Looming over “Bad Words” is the potential it could have had, as is, were it released ten years ago. With its focus of R-rated behavior poking at the projected innocence of children, along with the couple of chromosomes that keep Bateman’s Trilby from being a Vince Vaughn character, this movie is certainly a product of the comedies that have sculpted out the manchild story in the past decade.
Blu-Ray Review: Adam Sandler, Kevin James Star in Mediocre ‘Grown Ups’
CHICAGO – Nowhere near as abysmal as some of Adam Sandler’s worst comedies and yet also not nearly as good as it could or should have been, “Grown Ups” might make a reasonable rental on a late fall evening but don’t get your expectations too high. Sandler may be trying to grow up with his comedy friends but a lazy script and horrendous direction by regular collaborator Dennis Dugan hold back what should have been one of the stronger comedy ensembles of the year.
Blu-Ray Rating: 2.5/5.0
Dugan has worked with Sandler on the decent “Big Daddy,” forgettable “You Don’t Mess With the Zohan,” and absolutely-awful “I Now Pronounce You Chuck and Larry” and it feels like he appeals to Sandler’s worst habits as a comedian. One can see the quality comedy buried underneath the gross-out jokes, faux sentimentality, and horrendous directorial comic timing but “Grown Ups” still had some maturing to do before being released on DVD and Blu-ray this week.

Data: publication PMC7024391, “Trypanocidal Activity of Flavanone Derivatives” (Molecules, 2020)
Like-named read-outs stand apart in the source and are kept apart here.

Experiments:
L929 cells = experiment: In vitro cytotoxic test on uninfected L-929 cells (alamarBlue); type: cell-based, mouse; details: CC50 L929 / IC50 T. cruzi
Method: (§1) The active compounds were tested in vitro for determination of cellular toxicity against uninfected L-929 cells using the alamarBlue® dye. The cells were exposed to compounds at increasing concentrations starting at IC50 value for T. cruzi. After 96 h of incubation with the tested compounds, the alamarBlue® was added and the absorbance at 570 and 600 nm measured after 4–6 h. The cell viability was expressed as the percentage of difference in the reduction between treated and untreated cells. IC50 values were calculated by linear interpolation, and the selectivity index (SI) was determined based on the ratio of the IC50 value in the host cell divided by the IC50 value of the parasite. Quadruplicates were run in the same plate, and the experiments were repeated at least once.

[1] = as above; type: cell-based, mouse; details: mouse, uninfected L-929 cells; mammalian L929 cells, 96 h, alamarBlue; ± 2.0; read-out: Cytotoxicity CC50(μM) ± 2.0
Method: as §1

Lenny Feder (Adam Sandler) is a successful Hollywood agent with spoiled kids, a nanny, and a high maintenance wife (Salma Hayek) but he’s reminded of a simpler time when his basketball coach from thirty years earlier passes away and the other members of his championship-winning basketball team reunite for the funeral: Eric Lamonsoff (Kevin James), Kurt McKenzie (Chris Rock), Marcus Higgins (David Spade), and Rob Hilliard (Rob Schneider).
Grown Ups was released on Blu-ray and DVD on November 9th, 2010
Photo credit: Sony
Naturally, every one of the guys has to come with their own subplots. Eric’s wife Sally (Maria Bello) is uncomfortably still breastfeeding their four-year-old son (although the way-too-talented-for-this James is really just here to fall down and make fat jokes). Deanne (Maya Rudolph), Kurt’s pregnant wife, wears the pants in the family and even allows her mother (Ebony Jo-Ann) to berate and abuse her husband. Marcus comes to the game as the player (yes, we’re still expected to believe that David Spade is a player) and ends up hitting on Rob’s unnaturally hot daughters. And then there’s Rob, yet another stupid Schneider creation: A hippie who happens to be married to a woman (Joyce Van Patten) old enough to be his mother. Colin Quinn, Steve Buscemi, and Tim Meadows pop up in small roles.
The plot of “Grown Ups” is its biggest problem. When the actors aren’t being forced into awkward set-ups, the film kind of works. The friendship and cameraderie of these guys can be infectious when they’re allowed to be natural. You could also do a lot worse than having Bello, Hayek, and Rudolph in your female supporting cast, although they’re all wasted to varying degrees. The problem is that co-writers Sandlr and Fred Wolf don’t know how to tell an actual story.
However, Dugan gets most of the blame. His pacing and comic timing are just awful. A bit where Rock comes up with puns for his mother-in-law’s bunion that are as painfully-unfunny as “Toe J. Simpson” is dragged out WAY past the breaking point while actually-funny bits feel hurried. A scene near the end in which all of the emotional subplots of the piece hit one peak at the same time almost feels like a parody of junk like this but I don’t think Dugan was making fun of bad comedies, just directing one.
o Laughing is Contagious - Blooper Reel
o Gag Reel
o “The Cast of Grown Ups”
o Deleted Scenes
o “Dennis Dugan: Hands on Director”